When the market persists in the upward trend, the next excuse might be that “the market got oversold.” Therefore a temporary bounce is to be expected, before the market slumps again.

Then when the next slump fails to show, pessimists start saying things like, “We can’t know we are in a new uptrend unless the market reaches new all-time highs.” Or “It has gone up too far, too fast.”

When you take a step back and look at the big picture, those poor pessimists never could get back into the stock market. They had one rationale after another to doubt the recovery; meanwhile the market went up and up.

Do not worry about the bears, however: they have a new story. “The market is too expensive.”

Fortunately, we don’t buy the whole market anyway—we seek the bargains. You can read about our current strategies in this article. If you would like to talk about your portfolio or situation, please write or call.


The opinions voiced in this material are for general information only and are not intended to provide specific advice or recommendations for any individual. All performance referenced is historical and is no guarantee of future results.

The Dow Jones Industrial Average is comprised of 30 stocks that are major factors in their industries and widely held by individuals and institutional investors.

The Standard & Poor’s 500 Index is a capitalization weighted index of 500 stocks designed to measure performance of the broad domestic economy through changes in the aggregate market value of 500 stocks representing all major industries.

Investing involves risk including loss of principal. No strategy assures success or protects against loss.

Nattering Nabobs of Negativism

© Can Stock Photo Inc. / junjie

Once upon a time in America, a sitting vice president was investigated for extortion, tax fraud, bribery and conspiracy. In a plea bargain deal, he pled no contest to a tax charge and resigned. Although historians judge Spiro Agnew as perhaps the worst vice president in history, he did bequeath us the memorable phrase in our headline.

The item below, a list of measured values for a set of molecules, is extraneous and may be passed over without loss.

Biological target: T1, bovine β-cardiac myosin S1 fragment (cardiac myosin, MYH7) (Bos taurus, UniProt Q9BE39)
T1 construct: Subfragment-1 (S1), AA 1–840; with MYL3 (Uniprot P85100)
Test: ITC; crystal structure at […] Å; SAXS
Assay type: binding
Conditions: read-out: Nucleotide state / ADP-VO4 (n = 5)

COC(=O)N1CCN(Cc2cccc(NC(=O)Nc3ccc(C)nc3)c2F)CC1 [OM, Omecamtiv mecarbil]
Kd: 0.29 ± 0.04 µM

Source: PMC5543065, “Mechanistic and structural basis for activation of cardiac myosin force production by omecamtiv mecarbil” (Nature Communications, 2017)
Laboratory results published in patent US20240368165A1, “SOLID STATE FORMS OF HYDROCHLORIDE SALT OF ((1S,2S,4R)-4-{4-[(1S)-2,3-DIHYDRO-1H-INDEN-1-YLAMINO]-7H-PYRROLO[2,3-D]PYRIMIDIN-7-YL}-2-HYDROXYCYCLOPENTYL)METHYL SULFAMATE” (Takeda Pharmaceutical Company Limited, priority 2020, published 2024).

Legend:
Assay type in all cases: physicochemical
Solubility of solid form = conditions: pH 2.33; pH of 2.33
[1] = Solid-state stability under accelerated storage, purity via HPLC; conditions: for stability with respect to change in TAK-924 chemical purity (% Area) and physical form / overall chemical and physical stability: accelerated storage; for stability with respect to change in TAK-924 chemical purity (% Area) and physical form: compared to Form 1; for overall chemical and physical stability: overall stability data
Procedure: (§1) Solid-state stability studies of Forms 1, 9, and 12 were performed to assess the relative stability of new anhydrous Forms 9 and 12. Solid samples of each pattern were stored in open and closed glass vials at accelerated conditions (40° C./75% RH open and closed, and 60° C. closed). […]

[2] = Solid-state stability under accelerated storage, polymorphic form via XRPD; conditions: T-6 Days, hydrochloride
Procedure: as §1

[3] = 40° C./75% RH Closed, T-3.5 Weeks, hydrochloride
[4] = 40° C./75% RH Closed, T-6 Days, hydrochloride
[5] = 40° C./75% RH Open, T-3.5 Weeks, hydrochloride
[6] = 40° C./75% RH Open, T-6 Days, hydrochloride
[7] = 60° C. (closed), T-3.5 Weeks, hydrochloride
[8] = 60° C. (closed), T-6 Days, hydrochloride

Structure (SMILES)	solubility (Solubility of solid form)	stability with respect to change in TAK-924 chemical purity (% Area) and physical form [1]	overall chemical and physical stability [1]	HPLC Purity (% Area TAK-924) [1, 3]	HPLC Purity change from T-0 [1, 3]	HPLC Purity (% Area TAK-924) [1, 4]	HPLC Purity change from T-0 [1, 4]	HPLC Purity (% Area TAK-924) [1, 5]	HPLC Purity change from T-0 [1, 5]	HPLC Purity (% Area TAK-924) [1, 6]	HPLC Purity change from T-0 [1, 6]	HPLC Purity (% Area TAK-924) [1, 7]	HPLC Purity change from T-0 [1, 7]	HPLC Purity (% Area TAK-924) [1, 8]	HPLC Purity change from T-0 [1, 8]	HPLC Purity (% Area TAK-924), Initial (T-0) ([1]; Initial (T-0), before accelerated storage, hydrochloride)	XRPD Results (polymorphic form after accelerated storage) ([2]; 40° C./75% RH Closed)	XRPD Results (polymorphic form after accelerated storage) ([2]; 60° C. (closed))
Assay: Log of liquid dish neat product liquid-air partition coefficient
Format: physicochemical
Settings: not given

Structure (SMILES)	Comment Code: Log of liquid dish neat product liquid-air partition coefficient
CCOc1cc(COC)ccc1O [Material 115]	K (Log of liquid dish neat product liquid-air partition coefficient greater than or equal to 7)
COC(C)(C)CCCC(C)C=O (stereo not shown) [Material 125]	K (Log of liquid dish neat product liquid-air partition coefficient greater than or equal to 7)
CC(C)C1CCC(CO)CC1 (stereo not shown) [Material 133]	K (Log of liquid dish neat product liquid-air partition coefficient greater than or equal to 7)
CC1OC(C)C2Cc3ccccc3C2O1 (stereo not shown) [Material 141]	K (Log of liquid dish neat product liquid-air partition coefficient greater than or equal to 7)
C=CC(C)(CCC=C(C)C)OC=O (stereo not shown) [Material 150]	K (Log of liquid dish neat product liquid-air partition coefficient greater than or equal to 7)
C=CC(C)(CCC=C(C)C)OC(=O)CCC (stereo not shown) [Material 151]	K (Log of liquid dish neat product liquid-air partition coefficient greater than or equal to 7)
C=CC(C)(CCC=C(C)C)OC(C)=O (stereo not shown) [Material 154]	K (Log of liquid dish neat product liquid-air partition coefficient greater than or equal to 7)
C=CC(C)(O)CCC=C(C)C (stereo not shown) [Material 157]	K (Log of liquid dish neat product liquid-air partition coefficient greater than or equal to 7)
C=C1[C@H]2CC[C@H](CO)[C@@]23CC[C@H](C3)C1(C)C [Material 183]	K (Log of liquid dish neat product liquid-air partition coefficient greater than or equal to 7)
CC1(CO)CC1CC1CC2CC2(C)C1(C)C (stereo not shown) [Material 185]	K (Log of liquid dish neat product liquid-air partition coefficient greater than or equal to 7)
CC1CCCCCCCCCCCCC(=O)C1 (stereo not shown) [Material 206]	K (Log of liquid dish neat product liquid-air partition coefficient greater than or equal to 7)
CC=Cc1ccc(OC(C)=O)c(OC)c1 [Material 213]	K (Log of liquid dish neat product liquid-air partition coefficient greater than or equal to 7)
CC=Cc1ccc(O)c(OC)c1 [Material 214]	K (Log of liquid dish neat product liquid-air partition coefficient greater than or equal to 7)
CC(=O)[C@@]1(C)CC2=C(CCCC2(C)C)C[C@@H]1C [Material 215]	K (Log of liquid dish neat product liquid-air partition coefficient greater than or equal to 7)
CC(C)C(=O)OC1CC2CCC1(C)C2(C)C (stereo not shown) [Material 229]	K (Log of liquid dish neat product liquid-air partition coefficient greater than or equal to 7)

We begin our essay this way for two reasons. First, although some believe the current times are the worst ever or the most this or the least that, there probably are no new things under the sun. Second, the pervasive rotten mood of the country has reached fairly extreme levels.

As contrarians, we believe the times of greatest danger in the markets are when optimism reigns and it seems like clear sailing ahead. Think 1999.

Conversely, the times of greatest opportunity are when the mood is in the toilet. There was a lot to be negative about in 1974, when Nixon resigned and the Arab Oil Embargo meant there was no gas at the gas station and inflation was heating up. And 1982, when mortgage interest rates hit 15% and businesses paid 20% interest and the economy slipped into a double-dip recession. And 1990, with war in the Mideast and falling house prices and the fallout from a huge financial crisis in the S&L’s…same thing. And 2002, when we were dealing with recession and the aftermath of 9/11 and terrorism.

Following each of those episodes, major gains ensued in the stock market. Why is this pertinent today?

Contrarians have to be delighted with the pervasive pessimism of the public. (Or the nattering nabobs of negativism, if you prefer.) LPL Research strategist Ryan Detrick has documented a variety of sentiment measures that have reached multi-year or multi-decade extremes. Gallup reports the most prolonged negative poll readings for the question of whether the country is on the right track or wrong track. You can learn in any barber shop or café that we are going to hell in a handbasket, just listen.

Warren Buffett stated our view more concisely when he wrote, “Be greedy when others are fearful.” If you would like to know more about how this relates to your situation, call or write.


The opinions voiced in this material are for general information only and are not intended to provide specific advice or recommendations for any individual. All performance referenced is historical and is no guarantee of future results.